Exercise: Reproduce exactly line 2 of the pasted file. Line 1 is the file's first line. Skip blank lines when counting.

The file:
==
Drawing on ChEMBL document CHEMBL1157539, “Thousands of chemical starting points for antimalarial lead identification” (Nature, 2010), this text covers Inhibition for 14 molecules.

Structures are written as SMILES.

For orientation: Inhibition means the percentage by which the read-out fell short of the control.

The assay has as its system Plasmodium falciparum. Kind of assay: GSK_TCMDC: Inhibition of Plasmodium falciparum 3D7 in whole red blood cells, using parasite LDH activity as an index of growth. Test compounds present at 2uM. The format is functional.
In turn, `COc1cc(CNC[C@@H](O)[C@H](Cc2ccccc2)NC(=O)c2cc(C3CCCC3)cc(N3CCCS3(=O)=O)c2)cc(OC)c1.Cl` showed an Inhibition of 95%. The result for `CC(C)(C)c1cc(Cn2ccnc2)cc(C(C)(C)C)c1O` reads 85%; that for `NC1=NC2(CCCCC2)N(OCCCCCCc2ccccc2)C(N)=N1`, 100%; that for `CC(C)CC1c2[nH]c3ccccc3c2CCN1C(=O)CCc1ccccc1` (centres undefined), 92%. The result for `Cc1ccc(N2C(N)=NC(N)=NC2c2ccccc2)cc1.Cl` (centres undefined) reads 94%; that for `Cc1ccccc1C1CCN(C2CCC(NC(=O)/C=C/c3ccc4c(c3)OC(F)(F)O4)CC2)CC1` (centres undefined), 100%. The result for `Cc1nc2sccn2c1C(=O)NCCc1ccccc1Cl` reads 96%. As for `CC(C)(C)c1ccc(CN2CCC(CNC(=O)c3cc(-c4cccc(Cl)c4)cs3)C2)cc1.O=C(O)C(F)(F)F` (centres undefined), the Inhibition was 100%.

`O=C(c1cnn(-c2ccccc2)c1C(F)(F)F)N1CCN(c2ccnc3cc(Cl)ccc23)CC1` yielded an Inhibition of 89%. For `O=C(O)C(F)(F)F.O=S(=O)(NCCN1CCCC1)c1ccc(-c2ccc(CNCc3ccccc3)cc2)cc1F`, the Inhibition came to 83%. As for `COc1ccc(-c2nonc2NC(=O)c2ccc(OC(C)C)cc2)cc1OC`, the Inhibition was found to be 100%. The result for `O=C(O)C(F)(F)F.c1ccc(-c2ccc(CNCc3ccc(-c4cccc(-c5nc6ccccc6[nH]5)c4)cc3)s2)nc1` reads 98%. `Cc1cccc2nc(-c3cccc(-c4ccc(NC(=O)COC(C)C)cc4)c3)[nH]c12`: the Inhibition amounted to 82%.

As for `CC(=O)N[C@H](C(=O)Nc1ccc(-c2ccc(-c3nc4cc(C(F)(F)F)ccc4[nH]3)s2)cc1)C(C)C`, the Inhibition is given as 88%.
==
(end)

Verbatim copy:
Structures are written as SMILES.